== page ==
A priority for Green Energy Consumers Alliance is increasing New England’s clean energy supply while delivering lower costs to consumers. In both Massachusetts and Rhode Island, the following facts prevail about our electricity supply options:
As wind and solar projects proliferate and people acknowledge the benefits of renewable energy, more consumers are voluntarily choosing 100 percent green power. Some have done that through our Green Powered program and others through their city or town municipal aggregations (also known as community choice programs). If you are in that growing minority, we applaud you. But please consider going above and beyond 100%. This blog explains why and how easy it is to do.
In the Commonwealth of Massachusetts, about 85% of the population is served by investor-owned electric utility distribution companies - Eversource, National Grid, and Unitil. By law, their customers have three options for how they would get their electricity supply. The first option is to stick with the utility’s Basic Service. The second is to select, by yourself for just yourself, a “competitive power supplier”. And the third is to receive the supply service from a community’s municipal aggregation program.
Although municipal aggregation has proven itself to be the superior option for consumers both economically and environmentally, Massachusetts government, especially the Department of Public Utilities, has failed to support the model to the extent necessary to achieve important policy goals.
This is the first blog of a three-part series focused on renewable energy development and climate progress in Rhode Island.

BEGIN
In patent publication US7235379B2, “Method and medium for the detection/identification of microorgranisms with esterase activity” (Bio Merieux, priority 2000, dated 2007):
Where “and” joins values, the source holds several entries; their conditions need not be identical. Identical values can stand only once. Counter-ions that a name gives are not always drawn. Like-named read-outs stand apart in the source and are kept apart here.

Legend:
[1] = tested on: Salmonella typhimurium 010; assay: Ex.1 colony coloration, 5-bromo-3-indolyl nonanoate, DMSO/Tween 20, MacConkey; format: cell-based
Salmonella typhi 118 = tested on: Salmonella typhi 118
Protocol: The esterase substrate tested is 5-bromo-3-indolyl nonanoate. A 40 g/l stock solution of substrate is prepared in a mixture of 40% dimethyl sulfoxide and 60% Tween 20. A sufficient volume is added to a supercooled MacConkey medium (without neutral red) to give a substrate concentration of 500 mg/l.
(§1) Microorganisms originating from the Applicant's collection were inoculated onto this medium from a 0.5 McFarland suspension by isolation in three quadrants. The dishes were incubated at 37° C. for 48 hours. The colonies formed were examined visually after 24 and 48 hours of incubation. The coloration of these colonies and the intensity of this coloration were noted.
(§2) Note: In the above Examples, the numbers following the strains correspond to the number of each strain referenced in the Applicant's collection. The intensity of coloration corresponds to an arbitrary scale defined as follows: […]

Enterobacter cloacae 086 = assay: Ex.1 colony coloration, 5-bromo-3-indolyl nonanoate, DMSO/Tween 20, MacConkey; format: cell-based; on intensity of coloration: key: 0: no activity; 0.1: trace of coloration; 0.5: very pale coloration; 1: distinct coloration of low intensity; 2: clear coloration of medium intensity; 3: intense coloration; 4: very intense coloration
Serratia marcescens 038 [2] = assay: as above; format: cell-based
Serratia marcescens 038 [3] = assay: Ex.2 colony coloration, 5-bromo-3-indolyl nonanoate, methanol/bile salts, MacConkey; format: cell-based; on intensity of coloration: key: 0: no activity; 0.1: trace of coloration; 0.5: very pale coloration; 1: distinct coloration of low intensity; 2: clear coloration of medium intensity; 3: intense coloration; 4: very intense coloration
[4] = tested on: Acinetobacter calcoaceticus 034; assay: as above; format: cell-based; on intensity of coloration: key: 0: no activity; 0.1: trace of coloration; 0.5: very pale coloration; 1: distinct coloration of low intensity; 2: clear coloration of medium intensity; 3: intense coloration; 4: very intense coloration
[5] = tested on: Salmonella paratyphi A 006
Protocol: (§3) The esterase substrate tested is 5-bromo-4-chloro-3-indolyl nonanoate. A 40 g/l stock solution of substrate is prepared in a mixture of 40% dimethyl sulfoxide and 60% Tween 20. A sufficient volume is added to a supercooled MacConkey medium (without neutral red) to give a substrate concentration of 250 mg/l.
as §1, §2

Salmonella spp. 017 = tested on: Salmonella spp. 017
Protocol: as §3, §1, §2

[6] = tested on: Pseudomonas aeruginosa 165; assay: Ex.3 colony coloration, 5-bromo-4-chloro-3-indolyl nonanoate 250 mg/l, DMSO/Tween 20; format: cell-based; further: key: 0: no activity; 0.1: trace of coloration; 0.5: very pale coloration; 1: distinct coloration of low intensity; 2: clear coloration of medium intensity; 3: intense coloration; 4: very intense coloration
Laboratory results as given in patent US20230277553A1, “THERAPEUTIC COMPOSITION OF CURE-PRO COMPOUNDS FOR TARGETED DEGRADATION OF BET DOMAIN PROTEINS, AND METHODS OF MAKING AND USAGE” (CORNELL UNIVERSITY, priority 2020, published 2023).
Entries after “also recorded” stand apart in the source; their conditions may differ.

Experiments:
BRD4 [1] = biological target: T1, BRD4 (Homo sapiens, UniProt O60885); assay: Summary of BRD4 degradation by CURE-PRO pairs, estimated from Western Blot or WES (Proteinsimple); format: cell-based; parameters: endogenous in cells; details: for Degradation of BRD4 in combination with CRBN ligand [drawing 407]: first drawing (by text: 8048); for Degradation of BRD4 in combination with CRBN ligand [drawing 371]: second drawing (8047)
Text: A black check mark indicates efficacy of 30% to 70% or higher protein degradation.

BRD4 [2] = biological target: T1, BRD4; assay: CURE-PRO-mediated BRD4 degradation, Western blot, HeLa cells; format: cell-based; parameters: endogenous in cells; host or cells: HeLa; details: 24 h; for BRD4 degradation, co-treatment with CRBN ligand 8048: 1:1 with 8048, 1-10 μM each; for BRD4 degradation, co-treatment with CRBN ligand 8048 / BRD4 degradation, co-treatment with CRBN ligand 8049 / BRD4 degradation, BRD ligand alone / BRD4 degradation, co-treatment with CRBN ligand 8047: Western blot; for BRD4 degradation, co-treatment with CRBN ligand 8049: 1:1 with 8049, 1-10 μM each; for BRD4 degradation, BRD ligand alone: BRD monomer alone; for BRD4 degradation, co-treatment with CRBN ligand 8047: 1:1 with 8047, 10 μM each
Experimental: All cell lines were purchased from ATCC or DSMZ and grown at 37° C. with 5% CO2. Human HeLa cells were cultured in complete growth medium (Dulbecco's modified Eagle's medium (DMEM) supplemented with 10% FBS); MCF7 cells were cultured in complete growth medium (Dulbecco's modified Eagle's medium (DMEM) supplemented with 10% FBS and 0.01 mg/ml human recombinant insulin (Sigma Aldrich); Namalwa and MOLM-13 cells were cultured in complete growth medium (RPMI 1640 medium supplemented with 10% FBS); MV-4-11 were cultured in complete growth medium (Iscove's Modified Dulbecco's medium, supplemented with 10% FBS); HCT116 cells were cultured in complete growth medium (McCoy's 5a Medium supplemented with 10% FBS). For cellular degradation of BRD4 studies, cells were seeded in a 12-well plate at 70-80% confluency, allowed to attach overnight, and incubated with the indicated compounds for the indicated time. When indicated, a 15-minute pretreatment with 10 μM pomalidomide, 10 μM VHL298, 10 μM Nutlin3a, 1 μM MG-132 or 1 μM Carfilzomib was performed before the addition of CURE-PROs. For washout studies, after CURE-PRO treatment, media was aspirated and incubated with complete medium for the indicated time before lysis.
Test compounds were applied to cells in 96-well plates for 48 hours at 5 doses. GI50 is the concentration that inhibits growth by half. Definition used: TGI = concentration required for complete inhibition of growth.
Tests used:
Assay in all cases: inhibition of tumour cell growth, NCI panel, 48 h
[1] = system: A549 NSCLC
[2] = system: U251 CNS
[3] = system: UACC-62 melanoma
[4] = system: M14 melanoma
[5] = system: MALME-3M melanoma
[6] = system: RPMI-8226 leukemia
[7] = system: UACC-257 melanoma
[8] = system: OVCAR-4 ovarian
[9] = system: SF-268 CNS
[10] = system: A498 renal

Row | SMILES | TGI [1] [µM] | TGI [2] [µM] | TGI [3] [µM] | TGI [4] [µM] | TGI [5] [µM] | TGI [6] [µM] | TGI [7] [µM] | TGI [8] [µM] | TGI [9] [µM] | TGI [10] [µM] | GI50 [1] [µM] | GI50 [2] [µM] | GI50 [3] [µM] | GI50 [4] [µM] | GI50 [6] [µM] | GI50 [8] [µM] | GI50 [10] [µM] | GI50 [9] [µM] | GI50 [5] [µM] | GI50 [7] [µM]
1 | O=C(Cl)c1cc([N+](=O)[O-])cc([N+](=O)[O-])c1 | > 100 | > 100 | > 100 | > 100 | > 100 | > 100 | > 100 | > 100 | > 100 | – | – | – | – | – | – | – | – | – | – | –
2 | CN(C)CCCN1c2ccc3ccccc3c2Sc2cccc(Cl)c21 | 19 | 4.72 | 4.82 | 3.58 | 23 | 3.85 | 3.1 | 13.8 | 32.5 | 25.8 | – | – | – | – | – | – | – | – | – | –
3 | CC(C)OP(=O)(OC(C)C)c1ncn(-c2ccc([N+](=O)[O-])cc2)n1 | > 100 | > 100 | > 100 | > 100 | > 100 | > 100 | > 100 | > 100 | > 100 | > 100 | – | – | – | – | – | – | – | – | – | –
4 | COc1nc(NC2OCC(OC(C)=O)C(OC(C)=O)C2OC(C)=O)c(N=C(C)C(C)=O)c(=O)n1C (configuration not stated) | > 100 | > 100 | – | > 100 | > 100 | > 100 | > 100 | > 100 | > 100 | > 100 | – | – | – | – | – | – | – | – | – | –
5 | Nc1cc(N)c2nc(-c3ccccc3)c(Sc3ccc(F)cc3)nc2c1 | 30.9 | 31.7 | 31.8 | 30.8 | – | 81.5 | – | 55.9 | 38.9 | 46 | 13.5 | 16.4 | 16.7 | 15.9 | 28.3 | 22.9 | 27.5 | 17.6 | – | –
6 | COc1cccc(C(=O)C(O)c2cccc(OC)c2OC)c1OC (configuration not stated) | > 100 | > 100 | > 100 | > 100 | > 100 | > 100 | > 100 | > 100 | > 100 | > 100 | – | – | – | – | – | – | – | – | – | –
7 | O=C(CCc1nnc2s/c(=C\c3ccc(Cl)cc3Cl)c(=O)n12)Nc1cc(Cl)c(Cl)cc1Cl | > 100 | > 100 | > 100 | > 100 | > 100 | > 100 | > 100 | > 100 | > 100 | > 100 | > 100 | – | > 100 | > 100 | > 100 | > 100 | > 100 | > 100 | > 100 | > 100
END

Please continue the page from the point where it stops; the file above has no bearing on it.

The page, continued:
Keep reading for highlights from our virtual Spring Meeting on May 18.
Have you taken a look at our map of resources lately? There are so many projects in it that it’s been challenging for our graphic designer to fit some of them in. Over the last year, we’ve been busy adding more impactful Class I projects to our list thanks to the support of Massachusetts and Rhode Island residents, along with small businesses that have taken the initiative to green their electricity through our Green Powered program and Green Municipal Aggregation.
You’ve heard that switching from a car with an internal combustion engine (ICE) to an electric vehicle (EV) reduces climate-warming emissions. But the extent of their positive impact is still understated, especially in Massachusetts and Rhode Island.
We are pleased to release the second edition of our “Green Municipal Aggregation in Massachusetts” status report. A lot has happened in the field since our first edition in the spring of 2018 necessitating this update. If there is one key takeaway, it’s that GMA has proven to be a way to bring more renewable energy to communities affordably and equitably.
We take great pride in the fact that we, along with a company called Good Energy, took the model of municipal aggregation (a.k.a. community choice energy) and made it truly green. We did so with our pioneer partners, the City of Melrose and the town of Dedham. In 2016, those communities used the buying power of their residents to secure an affordable electricity rate that includes more local renewable energy than required by state law. Since then, over a dozen communities have joined the movement and added more renewable energy to residents' electricity supply - most recently Medford, Bedford, and Rockland. Green Energy Consumers is proud to be providing that additional incremental amount of renewable energy.
Community Choice Aggregation: Challenges, Opportunities, and Impacts on Renewable Energy Markets is the latest report released by the National Renewable Energy Laboratory (NREL). Highlighted in the report are the benefits that aggregation delivers to communities: savings and price stability. But the report also sheds light on how Community Choice Aggregations are reshaping the dynamics of customer electricity supply and demand. Here we summarize NREL’s findings.
This is an update from previous blogs on the subjects covered here.
Have you recently received salespeople at your door or offers in the mail from competitive electricity suppliers? They lay the pitch on thick with too-good-to be true rates and feel-good energy mixes. It may seem hard to poke holes in the pitch, but under the smiling surface, many of these suppliers use smoke and mirror marketing to get their foot in the door and your signature on a contract.